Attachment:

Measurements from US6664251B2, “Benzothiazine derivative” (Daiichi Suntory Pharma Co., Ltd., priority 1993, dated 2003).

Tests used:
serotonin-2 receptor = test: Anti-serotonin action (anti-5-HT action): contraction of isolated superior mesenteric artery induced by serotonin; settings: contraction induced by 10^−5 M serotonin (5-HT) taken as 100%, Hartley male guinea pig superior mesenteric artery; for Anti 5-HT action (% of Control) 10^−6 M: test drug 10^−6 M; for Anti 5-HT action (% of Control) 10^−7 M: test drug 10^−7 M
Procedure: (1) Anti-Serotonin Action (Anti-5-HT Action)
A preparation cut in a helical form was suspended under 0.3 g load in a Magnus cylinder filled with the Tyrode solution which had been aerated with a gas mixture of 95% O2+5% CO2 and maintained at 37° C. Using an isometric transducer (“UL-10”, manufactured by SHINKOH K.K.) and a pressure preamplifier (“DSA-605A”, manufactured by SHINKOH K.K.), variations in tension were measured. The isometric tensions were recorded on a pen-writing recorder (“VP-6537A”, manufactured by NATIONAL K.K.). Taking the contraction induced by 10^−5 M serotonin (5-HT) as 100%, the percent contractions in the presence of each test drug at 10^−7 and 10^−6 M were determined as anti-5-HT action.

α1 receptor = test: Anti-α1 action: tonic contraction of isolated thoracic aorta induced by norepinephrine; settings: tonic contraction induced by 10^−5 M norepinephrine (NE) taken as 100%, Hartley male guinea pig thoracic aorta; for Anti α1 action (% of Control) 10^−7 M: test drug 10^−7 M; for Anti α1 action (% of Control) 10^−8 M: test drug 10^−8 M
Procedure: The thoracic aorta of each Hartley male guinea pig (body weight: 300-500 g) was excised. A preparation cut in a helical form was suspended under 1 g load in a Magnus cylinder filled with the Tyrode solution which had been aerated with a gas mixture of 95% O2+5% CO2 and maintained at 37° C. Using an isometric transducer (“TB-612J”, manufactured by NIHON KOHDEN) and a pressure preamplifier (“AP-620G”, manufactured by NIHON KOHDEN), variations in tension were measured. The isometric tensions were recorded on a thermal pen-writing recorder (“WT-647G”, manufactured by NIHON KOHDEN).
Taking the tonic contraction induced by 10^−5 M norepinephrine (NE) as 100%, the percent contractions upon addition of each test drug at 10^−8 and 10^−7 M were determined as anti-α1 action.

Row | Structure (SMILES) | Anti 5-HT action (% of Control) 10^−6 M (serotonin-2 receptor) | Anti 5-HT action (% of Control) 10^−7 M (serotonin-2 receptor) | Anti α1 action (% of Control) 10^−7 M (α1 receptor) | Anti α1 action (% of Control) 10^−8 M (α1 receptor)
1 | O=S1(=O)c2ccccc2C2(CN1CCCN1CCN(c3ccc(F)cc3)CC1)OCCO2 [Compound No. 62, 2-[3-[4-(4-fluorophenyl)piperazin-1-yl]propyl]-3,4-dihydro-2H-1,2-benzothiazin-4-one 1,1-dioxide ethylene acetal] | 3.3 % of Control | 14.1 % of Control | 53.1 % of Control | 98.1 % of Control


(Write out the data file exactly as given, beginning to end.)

Measurements from US6664251B2, “Benzothiazine derivative” (Daiichi Suntory Pharma Co., Ltd., priority 1993, dated 2003).

Tests used:
serotonin-2 receptor = test: Anti-serotonin action (anti-5-HT action): contraction of isolated superior mesenteric artery induced by serotonin; settings: contraction induced by 10^−5 M serotonin (5-HT) taken as 100%, Hartley male guinea pig superior mesenteric artery; for Anti 5-HT action (% of Control) 10^−6 M: test drug 10^−6 M; for Anti 5-HT action (% of Control) 10^−7 M: test drug 10^−7 M
Procedure: (1) Anti-Serotonin Action (Anti-5-HT Action)
A preparation cut in a helical form was suspended under 0.3 g load in a Magnus cylinder filled with the Tyrode solution which had been aerated with a gas mixture of 95% O2+5% CO2 and maintained at 37° C. Using an isometric transducer (“UL-10”, manufactured by SHINKOH K.K.) and a pressure preamplifier (“DSA-605A”, manufactured by SHINKOH K.K.), variations in tension were measured. The isometric tensions were recorded on a pen-writing recorder (“VP-6537A”, manufactured by NATIONAL K.K.). Taking the contraction induced by 10^−5 M serotonin (5-HT) as 100%, the percent contractions in the presence of each test drug at 10^−7 and 10^−6 M were determined as anti-5-HT action.

α1 receptor = test: Anti-α1 action: tonic contraction of isolated thoracic aorta induced by norepinephrine; settings: tonic contraction induced by 10^−5 M norepinephrine (NE) taken as 100%, Hartley male guinea pig thoracic aorta; for Anti α1 action (% of Control) 10^−7 M: test drug 10^−7 M; for Anti α1 action (% of Control) 10^−8 M: test drug 10^−8 M
Procedure: The thoracic aorta of each Hartley male guinea pig (body weight: 300-500 g) was excised. A preparation cut in a helical form was suspended under 1 g load in a Magnus cylinder filled with the Tyrode solution which had been aerated with a gas mixture of 95% O2+5% CO2 and maintained at 37° C. Using an isometric transducer (“TB-612J”, manufactured by NIHON KOHDEN) and a pressure preamplifier (“AP-620G”, manufactured by NIHON KOHDEN), variations in tension were measured. The isometric tensions were recorded on a thermal pen-writing recorder (“WT-647G”, manufactured by NIHON KOHDEN).
Taking the tonic contraction induced by 10^−5 M norepinephrine (NE) as 100%, the percent contractions upon addition of each test drug at 10^−8 and 10^−7 M were determined as anti-α1 action.

Row | Structure (SMILES) | Anti 5-HT action (% of Control) 10^−6 M (serotonin-2 receptor) | Anti 5-HT action (% of Control) 10^−7 M (serotonin-2 receptor) | Anti α1 action (% of Control) 10^−7 M (α1 receptor) | Anti α1 action (% of Control) 10^−8 M (α1 receptor)
1 | O=S1(=O)c2ccccc2C2(CN1CCCN1CCN(c3ccc(F)cc3)CC1)OCCO2 [Compound No. 62, 2-[3-[4-(4-fluorophenyl)piperazin-1-yl]propyl]-3,4-dihydro-2H-1,2-benzothiazin-4-one 1,1-dioxide ethylene acetal] | 3.3 % of Control | 14.1 % of Control | 53.1 % of Control | 98.1 % of Control